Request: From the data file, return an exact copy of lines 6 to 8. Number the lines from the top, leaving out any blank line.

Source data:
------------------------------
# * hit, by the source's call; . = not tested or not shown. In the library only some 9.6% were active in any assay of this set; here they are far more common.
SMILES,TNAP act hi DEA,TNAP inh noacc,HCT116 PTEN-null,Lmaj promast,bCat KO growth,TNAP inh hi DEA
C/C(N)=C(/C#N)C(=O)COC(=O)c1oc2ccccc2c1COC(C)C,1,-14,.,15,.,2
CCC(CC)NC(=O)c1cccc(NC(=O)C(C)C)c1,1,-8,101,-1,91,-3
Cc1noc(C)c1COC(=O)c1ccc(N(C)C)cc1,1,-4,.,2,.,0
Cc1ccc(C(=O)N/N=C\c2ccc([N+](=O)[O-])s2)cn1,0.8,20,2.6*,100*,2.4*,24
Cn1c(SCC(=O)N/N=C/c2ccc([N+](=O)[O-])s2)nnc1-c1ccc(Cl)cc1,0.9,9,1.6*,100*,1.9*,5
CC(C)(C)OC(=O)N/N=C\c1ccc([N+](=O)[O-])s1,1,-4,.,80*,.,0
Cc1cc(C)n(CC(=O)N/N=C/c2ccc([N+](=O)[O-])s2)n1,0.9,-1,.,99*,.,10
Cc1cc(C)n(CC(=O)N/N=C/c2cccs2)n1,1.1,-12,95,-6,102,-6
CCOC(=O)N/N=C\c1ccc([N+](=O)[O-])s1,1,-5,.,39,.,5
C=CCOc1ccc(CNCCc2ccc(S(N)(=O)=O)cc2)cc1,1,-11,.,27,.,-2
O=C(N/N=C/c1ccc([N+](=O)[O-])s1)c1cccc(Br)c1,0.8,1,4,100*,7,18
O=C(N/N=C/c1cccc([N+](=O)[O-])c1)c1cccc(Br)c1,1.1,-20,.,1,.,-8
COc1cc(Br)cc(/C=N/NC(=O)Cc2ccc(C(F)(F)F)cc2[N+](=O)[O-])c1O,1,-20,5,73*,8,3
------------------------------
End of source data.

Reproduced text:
Cc1ccc(C(=O)N/N=C\c2ccc([N+](=O)[O-])s2)cn1,0.8,20,2.6*,100*,2.4*,24
Cn1c(SCC(=O)N/N=C/c2ccc([N+](=O)[O-])s2)nnc1-c1ccc(Cl)cc1,0.9,9,1.6*,100*,1.9*,5
CC(C)(C)OC(=O)N/N=C\c1ccc([N+](=O)[O-])s1,1,-4,.,80*,.,0